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Horns and hotspots: detecting change in mountain sheep populations over large spatiotemporal scales

  • Author / Creator
    Karabatsos, Sofia
  • Long-term data is essential for addressing questions about how populations change over time in response to environmental variability, and natural and anthropogenic disturbance. Two species of mountain sheep (Ovis spp.) in Canada have been monitored over several decades and provided the data analyzed in this thesis. First, changes in Dall sheep horn size over 16 years in the southern Mackenzie Mountains, NWT were analyzed using a horn size trend modelling approach. We developed general linear models (GLMs) to assess horn size over time, using age at harvest and harvest year (2002 to 2017) as fixed effects, and outfitter area as a random effect. We observed no significant trend in the average horn volume of harvested rams, nor in the mean age at harvest for Dall sheep rams over this period. The current management of Dall sheep in the Mackenzie Mountains may have maintained a population of rams that do not show the decline in horn size associated with selective harvest in other jurisdictions. Second, I used 52 years of annual winter bighorn sheep surveys from the Alberta Rocky Mountains to examine changes in their distribution in the greater part of their northern winter range. Long-term census data over large geographic areas offer an opportunity to track changes in wildlife distribution over time and space, and to detect areas of interest. Using ArcGIS, two methods for analyzing spatial patterns were compared: Kernel density and hotspot analyses. Different clustered distributions and trends across time were observed for ewes and rams. Over time, ewe clusters changed from their northern historic range to new southern ranges, while ram hotspots were consistently located within their historic northern range. Ewes congregated more than rams, but all sheep congregated in larger areas during the recent period compared with earlier periods. In contrast with the hotspot approach, density analyses indicated a larger number of sheep congregations on the landscape, and no change over time. Our study provides the first macroscopic overview of bighorn sheep distribution in their largest and most intact range in the northern Rocky Mountains. These patterns of bighorn use of space over the last half a century add to our understanding of sheep resiliency to stressors and can inform the priorities for bighorn management in the future.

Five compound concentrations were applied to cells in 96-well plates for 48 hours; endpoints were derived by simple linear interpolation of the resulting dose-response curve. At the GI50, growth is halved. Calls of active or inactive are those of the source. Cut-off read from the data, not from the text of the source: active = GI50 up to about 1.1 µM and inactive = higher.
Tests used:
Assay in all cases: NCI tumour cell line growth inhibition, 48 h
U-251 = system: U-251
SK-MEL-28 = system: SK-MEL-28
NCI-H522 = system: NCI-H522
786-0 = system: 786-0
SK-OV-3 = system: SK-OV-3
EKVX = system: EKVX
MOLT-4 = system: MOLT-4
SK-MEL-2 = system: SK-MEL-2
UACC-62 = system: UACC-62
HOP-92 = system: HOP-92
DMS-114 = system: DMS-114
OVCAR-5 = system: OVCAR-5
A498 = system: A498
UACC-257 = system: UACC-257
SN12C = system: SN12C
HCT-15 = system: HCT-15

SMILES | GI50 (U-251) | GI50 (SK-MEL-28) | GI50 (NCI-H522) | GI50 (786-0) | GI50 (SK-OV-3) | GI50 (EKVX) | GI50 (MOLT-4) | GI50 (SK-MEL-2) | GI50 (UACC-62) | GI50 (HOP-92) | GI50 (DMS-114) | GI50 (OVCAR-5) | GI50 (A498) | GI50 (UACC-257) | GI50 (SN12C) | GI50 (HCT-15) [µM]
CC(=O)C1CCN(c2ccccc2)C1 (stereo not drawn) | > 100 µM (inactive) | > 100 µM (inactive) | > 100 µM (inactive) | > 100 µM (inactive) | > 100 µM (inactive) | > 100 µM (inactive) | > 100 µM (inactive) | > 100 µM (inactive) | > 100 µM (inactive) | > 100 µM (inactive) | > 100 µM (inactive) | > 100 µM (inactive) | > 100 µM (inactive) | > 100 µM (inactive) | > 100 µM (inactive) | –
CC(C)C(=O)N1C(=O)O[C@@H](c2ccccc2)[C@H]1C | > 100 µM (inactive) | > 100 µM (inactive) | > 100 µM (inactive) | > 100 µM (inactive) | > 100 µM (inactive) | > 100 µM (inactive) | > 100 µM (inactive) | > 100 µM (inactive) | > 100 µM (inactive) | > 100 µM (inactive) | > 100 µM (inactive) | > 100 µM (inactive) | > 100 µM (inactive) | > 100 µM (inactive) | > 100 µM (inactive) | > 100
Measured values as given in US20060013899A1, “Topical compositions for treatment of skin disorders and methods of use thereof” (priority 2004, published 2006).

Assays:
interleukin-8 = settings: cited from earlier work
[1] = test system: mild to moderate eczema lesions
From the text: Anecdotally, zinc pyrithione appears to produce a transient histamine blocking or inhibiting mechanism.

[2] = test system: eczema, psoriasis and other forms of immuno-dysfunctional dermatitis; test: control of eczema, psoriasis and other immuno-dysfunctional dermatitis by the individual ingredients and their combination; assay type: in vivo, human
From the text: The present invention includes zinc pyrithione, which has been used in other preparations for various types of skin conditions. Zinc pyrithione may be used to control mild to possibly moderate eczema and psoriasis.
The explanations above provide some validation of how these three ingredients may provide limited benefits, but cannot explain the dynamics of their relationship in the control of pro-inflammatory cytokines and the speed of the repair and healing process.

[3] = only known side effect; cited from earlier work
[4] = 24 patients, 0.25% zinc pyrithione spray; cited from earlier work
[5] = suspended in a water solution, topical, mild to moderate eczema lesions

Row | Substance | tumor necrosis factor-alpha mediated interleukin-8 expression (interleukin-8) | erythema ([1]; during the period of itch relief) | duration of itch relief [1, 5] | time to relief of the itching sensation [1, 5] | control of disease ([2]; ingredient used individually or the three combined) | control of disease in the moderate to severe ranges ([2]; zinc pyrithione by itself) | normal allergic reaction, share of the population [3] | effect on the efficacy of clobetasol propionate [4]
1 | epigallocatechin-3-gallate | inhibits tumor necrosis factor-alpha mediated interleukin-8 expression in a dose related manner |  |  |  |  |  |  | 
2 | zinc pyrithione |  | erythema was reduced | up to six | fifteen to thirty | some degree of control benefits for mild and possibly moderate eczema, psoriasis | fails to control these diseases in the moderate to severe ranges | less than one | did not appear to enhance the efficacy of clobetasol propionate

• Subjects / Keywords
  • Graduation date
    Spring 2020
  • Type of Item
    Thesis
  • Degree
    Master of Science
  • DOI
    https://doi.org/10.7939/r3-fkhd-tc06
  • License
    Permission is hereby granted to the University of Alberta Libraries to reproduce single copies of this thesis and to lend or sell such copies for private, scholarly or scientific research purposes only. Where the thesis is converted to, or otherwise made available in digital form, the University of Alberta will advise potential users of the thesis of these terms. The author reserves all other publication and other rights in association with the copyright in the thesis and, except as herein before provided, neither the thesis nor any substantial portion thereof may be printed or otherwise reproduced in any material form whatsoever without the author's prior written permission.